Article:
On December 10, Governor John Carney issued additional restrictions on bars and restaurants in an effort to reduce the spread of COVID-19. All bars and restaurants must now close at 10 PM although they are permitted to offer carry-out after 10 PM. Several Milford area bar and restaurant owners and managers expressed frustration at the new regulations.
“We are the scapegoats in all of this,” Bill Clifton, who grew up in Milford and now owns the Counting House in Georgetown, said. “There is nothing more sanitary than a restaurant as we are strictly regulated by the health department. You can actually go online to the health department website and see any violation a restaurant may have. You can’t do that with the big box stores. We are bending over backward to keep things clean. Every time a customer gets up from a table, we are cleaning and sanitizing that table and anything a customer may touch.”
Clifton stated that he has been told by people who have tested positive that they were asked where they went. When they respond they went to a bar or restaurant, they are told that is where they must have gotten the virus.
“No one asks them if they got gas, because that gas pump was certainly not cleaned after each use,” Clifton said. “Or did they go to Walmart or Lowe’s? Yes, you wear a mask, but you touch things others have touched that have not been wiped down after each contact. In that restaurant, everything you touch is wiped down immediately. The issue we have right now is that we are not able to be hospitable. When someone comes in 15 minutes before closing, yeah, we groan because we want to go home, but we don’t turn them away. We serve them. And this is not a quick process, this is not an amusement park where they are on and off within a few minutes. The reason I am in this business is because I love the hospitality aspect of my restaurant.”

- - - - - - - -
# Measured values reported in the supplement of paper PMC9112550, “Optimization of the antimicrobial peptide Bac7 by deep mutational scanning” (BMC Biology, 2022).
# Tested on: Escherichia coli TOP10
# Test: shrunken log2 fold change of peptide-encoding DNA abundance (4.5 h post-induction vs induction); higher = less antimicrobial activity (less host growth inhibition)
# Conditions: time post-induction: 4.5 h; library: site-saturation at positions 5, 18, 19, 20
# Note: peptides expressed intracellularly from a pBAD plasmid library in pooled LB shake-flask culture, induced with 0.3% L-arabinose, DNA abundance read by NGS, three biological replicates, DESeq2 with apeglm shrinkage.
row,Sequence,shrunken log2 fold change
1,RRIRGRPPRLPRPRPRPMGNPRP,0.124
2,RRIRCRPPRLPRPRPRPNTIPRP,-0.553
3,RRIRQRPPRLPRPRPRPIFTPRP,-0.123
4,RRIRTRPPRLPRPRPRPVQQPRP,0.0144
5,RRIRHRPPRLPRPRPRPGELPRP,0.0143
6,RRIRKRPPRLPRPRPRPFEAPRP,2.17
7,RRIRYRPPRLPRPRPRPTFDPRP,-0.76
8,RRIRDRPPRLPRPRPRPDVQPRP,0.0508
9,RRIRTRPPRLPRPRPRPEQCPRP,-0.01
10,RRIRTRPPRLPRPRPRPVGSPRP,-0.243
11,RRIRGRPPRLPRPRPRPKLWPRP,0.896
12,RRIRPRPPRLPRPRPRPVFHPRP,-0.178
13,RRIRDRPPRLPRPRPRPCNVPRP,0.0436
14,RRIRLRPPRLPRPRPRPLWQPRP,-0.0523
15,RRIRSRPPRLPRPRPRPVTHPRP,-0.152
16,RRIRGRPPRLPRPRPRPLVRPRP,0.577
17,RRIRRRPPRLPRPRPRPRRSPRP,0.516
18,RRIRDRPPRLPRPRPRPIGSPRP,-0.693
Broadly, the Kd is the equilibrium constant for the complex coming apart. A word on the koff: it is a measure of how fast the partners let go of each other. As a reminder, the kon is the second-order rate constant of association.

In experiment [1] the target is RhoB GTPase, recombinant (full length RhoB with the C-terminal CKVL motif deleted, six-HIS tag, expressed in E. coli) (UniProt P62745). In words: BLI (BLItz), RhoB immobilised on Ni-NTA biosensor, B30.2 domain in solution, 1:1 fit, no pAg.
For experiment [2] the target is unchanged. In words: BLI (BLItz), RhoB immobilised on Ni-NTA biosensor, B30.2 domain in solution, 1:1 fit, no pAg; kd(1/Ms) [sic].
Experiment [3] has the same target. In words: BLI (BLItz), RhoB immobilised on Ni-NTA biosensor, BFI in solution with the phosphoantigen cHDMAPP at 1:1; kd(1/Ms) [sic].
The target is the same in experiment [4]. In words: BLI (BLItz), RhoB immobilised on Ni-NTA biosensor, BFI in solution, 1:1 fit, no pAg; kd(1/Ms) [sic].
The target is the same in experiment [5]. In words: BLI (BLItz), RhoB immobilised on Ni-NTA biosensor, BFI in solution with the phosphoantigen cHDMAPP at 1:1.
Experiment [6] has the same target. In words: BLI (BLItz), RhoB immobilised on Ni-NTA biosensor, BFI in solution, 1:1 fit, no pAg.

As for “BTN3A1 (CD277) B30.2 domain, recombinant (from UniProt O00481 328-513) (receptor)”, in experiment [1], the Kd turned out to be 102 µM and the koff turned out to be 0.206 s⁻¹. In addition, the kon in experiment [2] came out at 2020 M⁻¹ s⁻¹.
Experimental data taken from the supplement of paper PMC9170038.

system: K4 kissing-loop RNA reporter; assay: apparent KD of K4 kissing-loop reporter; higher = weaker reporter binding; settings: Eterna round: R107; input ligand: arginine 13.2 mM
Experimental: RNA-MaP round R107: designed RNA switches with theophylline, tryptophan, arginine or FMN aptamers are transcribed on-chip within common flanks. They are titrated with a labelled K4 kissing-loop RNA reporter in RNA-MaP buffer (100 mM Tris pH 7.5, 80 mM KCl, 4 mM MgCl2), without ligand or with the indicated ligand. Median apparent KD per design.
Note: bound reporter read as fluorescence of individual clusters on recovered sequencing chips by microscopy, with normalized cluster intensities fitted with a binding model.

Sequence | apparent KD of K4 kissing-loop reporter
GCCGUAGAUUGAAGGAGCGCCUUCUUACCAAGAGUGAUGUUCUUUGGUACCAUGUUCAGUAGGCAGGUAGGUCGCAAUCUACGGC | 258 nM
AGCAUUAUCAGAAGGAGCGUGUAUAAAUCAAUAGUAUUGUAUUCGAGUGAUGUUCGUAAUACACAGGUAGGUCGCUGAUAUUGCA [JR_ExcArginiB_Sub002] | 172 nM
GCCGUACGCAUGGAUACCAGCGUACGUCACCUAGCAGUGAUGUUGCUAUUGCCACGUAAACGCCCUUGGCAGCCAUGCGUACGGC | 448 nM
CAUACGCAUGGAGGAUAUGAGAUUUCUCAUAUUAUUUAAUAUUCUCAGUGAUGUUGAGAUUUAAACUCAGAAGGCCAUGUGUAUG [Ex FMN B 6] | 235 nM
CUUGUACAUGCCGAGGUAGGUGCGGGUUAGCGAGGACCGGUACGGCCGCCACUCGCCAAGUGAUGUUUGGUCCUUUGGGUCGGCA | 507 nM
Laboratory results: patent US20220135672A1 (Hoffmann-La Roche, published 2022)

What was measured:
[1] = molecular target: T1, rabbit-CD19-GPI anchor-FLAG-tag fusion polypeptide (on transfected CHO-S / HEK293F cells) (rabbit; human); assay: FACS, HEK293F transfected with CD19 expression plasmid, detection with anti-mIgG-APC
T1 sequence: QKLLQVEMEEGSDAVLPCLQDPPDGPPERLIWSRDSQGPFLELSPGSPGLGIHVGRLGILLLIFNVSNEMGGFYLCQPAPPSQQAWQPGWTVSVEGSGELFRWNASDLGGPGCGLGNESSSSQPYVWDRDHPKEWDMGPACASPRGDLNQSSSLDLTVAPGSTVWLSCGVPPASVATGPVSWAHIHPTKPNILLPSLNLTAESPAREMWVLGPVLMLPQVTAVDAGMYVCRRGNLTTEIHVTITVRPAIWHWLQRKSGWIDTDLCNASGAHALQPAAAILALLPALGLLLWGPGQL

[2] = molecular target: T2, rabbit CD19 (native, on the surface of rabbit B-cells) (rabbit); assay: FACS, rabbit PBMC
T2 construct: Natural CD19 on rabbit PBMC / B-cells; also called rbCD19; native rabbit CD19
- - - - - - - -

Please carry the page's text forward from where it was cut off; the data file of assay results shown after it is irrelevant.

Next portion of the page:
Clifton is not alone in his frustrations. Matty Rowan, General Manager of Arena’s in Milford, also expressed concerns.
“According to the newest regulations, all patrons must vacate the premises by 10 PM, except for those picking up food or alcohol to go,” Rowan said. “No patron is permitted to consume food or beverage after 10 PM on the premises. Essentially, this means we will have to call last call around 9 PM to give patrons that are in the building the opportunity to safely finish their alcohol and food by 10 PM. Considering the cost of operating kitchen equipment, electricity and employee wages, I do not foresee to-go orders advantageous to stay open past 10 PM, so that really does not do us any favors.”
Rowan and Clifton also pointed out that by requiring restaurants to close at 10 PM during the holiday season, it will encourage people to hold parties in their homes for the holiday, and especially New Year’s Eve, which will be more difficult for the state to control.
Lisa Johnson, co-owner of Benvenuto in Milford, feels as if the regulations have made people feel as if restaurants are unsafe.